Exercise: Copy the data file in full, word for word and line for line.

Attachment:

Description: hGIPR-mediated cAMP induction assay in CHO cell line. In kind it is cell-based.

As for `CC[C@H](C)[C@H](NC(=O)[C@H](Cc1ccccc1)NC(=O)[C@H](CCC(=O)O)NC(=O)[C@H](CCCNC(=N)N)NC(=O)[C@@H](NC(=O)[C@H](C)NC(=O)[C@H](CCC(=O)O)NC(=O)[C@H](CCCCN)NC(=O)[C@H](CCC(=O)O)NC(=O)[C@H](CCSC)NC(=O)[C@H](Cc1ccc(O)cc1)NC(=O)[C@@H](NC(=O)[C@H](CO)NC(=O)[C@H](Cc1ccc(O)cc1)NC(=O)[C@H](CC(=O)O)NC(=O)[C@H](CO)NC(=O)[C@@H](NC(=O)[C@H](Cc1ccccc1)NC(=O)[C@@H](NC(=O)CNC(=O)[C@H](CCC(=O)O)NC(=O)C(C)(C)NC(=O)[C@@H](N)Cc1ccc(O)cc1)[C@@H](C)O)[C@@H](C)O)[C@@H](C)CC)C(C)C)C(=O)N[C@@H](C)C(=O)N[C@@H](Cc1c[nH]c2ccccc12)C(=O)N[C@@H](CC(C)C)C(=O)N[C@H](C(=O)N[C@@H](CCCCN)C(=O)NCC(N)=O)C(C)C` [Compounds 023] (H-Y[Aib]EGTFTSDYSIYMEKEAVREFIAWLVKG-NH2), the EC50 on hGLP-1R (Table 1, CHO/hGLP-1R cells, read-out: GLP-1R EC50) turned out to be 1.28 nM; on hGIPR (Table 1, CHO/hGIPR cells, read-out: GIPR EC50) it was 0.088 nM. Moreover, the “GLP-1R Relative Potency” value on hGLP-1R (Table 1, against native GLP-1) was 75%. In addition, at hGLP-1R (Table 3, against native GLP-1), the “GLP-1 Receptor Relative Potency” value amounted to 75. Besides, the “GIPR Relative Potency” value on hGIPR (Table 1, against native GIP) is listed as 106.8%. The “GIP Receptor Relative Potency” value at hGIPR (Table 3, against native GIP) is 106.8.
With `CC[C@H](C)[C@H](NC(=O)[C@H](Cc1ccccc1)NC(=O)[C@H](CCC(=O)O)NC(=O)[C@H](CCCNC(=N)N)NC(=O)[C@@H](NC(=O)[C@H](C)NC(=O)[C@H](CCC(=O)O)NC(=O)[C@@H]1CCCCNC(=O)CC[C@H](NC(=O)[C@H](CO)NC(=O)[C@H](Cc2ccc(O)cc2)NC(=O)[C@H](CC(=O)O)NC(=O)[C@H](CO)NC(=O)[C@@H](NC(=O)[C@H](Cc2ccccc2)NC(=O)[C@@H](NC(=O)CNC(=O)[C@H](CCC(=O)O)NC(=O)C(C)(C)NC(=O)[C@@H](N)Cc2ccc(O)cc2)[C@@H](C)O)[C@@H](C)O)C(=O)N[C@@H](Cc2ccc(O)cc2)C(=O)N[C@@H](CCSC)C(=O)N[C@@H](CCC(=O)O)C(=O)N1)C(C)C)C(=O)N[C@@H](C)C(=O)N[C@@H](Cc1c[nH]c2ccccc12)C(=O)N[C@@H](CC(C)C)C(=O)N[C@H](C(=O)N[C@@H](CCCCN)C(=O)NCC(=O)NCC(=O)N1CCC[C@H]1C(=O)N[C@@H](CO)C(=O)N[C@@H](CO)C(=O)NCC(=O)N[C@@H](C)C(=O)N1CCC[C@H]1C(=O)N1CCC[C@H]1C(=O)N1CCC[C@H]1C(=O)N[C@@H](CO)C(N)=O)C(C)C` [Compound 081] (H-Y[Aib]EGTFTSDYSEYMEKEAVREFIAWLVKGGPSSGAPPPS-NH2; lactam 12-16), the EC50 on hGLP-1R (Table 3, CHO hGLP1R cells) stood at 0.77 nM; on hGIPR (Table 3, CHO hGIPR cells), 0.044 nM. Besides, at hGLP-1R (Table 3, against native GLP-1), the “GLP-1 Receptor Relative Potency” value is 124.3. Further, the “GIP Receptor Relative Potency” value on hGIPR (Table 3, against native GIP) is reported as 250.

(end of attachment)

Description: hGIPR-mediated cAMP induction assay in CHO cell line. In kind it is cell-based.

As for `CC[C@H](C)[C@H](NC(=O)[C@H](Cc1ccccc1)NC(=O)[C@H](CCC(=O)O)NC(=O)[C@H](CCCNC(=N)N)NC(=O)[C@@H](NC(=O)[C@H](C)NC(=O)[C@H](CCC(=O)O)NC(=O)[C@H](CCCCN)NC(=O)[C@H](CCC(=O)O)NC(=O)[C@H](CCSC)NC(=O)[C@H](Cc1ccc(O)cc1)NC(=O)[C@@H](NC(=O)[C@H](CO)NC(=O)[C@H](Cc1ccc(O)cc1)NC(=O)[C@H](CC(=O)O)NC(=O)[C@H](CO)NC(=O)[C@@H](NC(=O)[C@H](Cc1ccccc1)NC(=O)[C@@H](NC(=O)CNC(=O)[C@H](CCC(=O)O)NC(=O)C(C)(C)NC(=O)[C@@H](N)Cc1ccc(O)cc1)[C@@H](C)O)[C@@H](C)O)[C@@H](C)CC)C(C)C)C(=O)N[C@@H](C)C(=O)N[C@@H](Cc1c[nH]c2ccccc12)C(=O)N[C@@H](CC(C)C)C(=O)N[C@H](C(=O)N[C@@H](CCCCN)C(=O)NCC(N)=O)C(C)C` [Compounds 023] (H-Y[Aib]EGTFTSDYSIYMEKEAVREFIAWLVKG-NH2), the EC50 on hGLP-1R (Table 1, CHO/hGLP-1R cells, read-out: GLP-1R EC50) turned out to be 1.28 nM; on hGIPR (Table 1, CHO/hGIPR cells, read-out: GIPR EC50) it was 0.088 nM. Moreover, the “GLP-1R Relative Potency” value on hGLP-1R (Table 1, against native GLP-1) was 75%. In addition, at hGLP-1R (Table 3, against native GLP-1), the “GLP-1 Receptor Relative Potency” value amounted to 75. Besides, the “GIPR Relative Potency” value on hGIPR (Table 1, against native GIP) is listed as 106.8%. The “GIP Receptor Relative Potency” value at hGIPR (Table 3, against native GIP) is 106.8.
With `CC[C@H](C)[C@H](NC(=O)[C@H](Cc1ccccc1)NC(=O)[C@H](CCC(=O)O)NC(=O)[C@H](CCCNC(=N)N)NC(=O)[C@@H](NC(=O)[C@H](C)NC(=O)[C@H](CCC(=O)O)NC(=O)[C@@H]1CCCCNC(=O)CC[C@H](NC(=O)[C@H](CO)NC(=O)[C@H](Cc2ccc(O)cc2)NC(=O)[C@H](CC(=O)O)NC(=O)[C@H](CO)NC(=O)[C@@H](NC(=O)[C@H](Cc2ccccc2)NC(=O)[C@@H](NC(=O)CNC(=O)[C@H](CCC(=O)O)NC(=O)C(C)(C)NC(=O)[C@@H](N)Cc2ccc(O)cc2)[C@@H](C)O)[C@@H](C)O)C(=O)N[C@@H](Cc2ccc(O)cc2)C(=O)N[C@@H](CCSC)C(=O)N[C@@H](CCC(=O)O)C(=O)N1)C(C)C)C(=O)N[C@@H](C)C(=O)N[C@@H](Cc1c[nH]c2ccccc12)C(=O)N[C@@H](CC(C)C)C(=O)N[C@H](C(=O)N[C@@H](CCCCN)C(=O)NCC(=O)NCC(=O)N1CCC[C@H]1C(=O)N[C@@H](CO)C(=O)N[C@@H](CO)C(=O)NCC(=O)N[C@@H](C)C(=O)N1CCC[C@H]1C(=O)N1CCC[C@H]1C(=O)N1CCC[C@H]1C(=O)N[C@@H](CO)C(N)=O)C(C)C` [Compound 081] (H-Y[Aib]EGTFTSDYSEYMEKEAVREFIAWLVKGGPSSGAPPPS-NH2; lactam 12-16), the EC50 on hGLP-1R (Table 3, CHO hGLP1R cells) stood at 0.77 nM; on hGIPR (Table 3, CHO hGIPR cells), 0.044 nM. Besides, at hGLP-1R (Table 3, against native GLP-1), the “GLP-1 Receptor Relative Potency” value is 124.3. Further, the “GIP Receptor Relative Potency” value on hGIPR (Table 3, against native GIP) is reported as 250.